Marquis Childs tells of the new Administration engaging in an experiment of management of big government by big industry, with the wisecrack going around that the Cabinet was comprised of eight millionaires and a plumber, the latter being Martin Durkin, former head of the Plumbers Union, the new Labor Secretary. The businessmen of the Cabinet, with the controversy still swirling around Charles E. Wilson regarding his confirmation as Secretary of Defense, would now have the task of managing the Federal Government. Their success or failure could determine the future of the Republican Party for years to come.

The new Administration had its political managers, most having come from the Dewey machine in New York or out of California, where Governor Earl Warren had demonstrated how to build a political following in both parties. The aim of the Administration politically was to adopt a moderate stance, to attract farmers, labor, and minorities from the Democrats. Senator Irving Ives of New York was one of the able and successful members of that political team, having won re-election the prior November with a huge plurality of 1.3 million votes, carrying New York City, which President Eisenhower had lost. In a speech the previous week, Senator Ives said effectively that the Republican Congress was Republican because of the personal popularity of General Eisenhower, that the people remained progressive and that there could be no turning back the clock, that only "with a spirit of mutual helpfulness and cooperation" could the new Administration succeed. Without it, he had said, the party was condemned to defeat in 1956. As a member of the Labor Committee, the Senator hoped to head a subcommittee which would study discrimination in industry and business, the Republican majority of which was expected to agree to a compromise civil rights bill providing for a voluntary fair employment practices commission, which would rely on education of employers, teaching them that discrimination in employment was not only unfair but did not pay. That would be considered a first step toward achieving equal opportunity and pay in employment without resort to Federal compulsion.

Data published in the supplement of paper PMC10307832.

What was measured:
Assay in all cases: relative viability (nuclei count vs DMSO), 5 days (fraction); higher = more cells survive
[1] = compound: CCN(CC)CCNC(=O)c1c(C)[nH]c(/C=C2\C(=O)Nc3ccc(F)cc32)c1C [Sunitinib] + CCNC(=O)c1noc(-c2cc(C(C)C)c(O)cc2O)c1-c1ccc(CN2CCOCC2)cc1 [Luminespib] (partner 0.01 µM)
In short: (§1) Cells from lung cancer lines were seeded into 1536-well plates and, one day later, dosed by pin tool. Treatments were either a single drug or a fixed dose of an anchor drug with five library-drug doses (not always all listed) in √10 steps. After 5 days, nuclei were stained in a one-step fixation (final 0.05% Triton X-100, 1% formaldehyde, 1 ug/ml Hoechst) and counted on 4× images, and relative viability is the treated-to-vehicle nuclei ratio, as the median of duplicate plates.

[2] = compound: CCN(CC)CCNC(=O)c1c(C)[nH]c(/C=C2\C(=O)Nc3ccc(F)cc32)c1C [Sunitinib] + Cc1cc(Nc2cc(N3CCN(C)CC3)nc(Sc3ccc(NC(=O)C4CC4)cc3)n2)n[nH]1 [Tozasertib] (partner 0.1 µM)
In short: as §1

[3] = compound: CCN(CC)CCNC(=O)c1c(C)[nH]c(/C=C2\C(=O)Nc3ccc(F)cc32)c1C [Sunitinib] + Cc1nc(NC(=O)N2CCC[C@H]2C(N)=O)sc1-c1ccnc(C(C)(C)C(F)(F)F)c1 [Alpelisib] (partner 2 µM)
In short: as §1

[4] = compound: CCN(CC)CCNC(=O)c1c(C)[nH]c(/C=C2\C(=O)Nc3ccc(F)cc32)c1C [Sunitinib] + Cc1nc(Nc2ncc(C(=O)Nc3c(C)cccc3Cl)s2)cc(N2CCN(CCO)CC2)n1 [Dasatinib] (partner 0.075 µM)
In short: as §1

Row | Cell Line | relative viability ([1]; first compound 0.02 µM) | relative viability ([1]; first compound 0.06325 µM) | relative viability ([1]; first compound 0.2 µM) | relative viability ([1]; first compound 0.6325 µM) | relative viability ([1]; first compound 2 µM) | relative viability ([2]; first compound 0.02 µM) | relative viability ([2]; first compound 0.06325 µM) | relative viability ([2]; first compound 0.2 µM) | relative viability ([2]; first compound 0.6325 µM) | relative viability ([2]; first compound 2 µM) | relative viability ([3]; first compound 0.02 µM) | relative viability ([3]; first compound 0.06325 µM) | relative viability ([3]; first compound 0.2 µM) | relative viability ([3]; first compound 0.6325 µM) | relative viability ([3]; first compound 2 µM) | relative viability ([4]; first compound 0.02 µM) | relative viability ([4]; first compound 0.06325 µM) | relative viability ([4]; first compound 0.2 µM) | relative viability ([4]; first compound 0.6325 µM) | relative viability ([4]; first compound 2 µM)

Mr. Childs indicates that such a pattern would develop if the able political managers working in the Administration could effect it.

Frederick C. Othman tells of Congressman Thomas B. Curtis of Missouri having proposed to the House to begin cutting military expenditures by ten billion dollars through elimination of 100 different businesses operated by the defense establishment, including coffee manufacturing, paint manufacturing and auto repairing, focusing on coffee as an example. You may read, from the horse's mouth, all about the Army's and the Marines' coffee business, how much it was costing, and how much the Congressman claimed its elimination would cut from the budget.

Bear in mind, in the process, that some contend that Lee Harvey Oswald, during his employment in New Orleans in 1963 at the Reily Coffee Co., was actually involved in Government work, particularly the CIA and that Agency's ongoing effort at the time to undermine the Castro regime in Cuba. Whether true or not, we do not propose to suggest. But coffee, along with Cokes and Pepsi Cola and actress Joan Crawford, not to mention the Belo Mansions of Dallas and Winston-Salem, can be interesting to follow and contemplate, as we have a new Vice-President on the scene...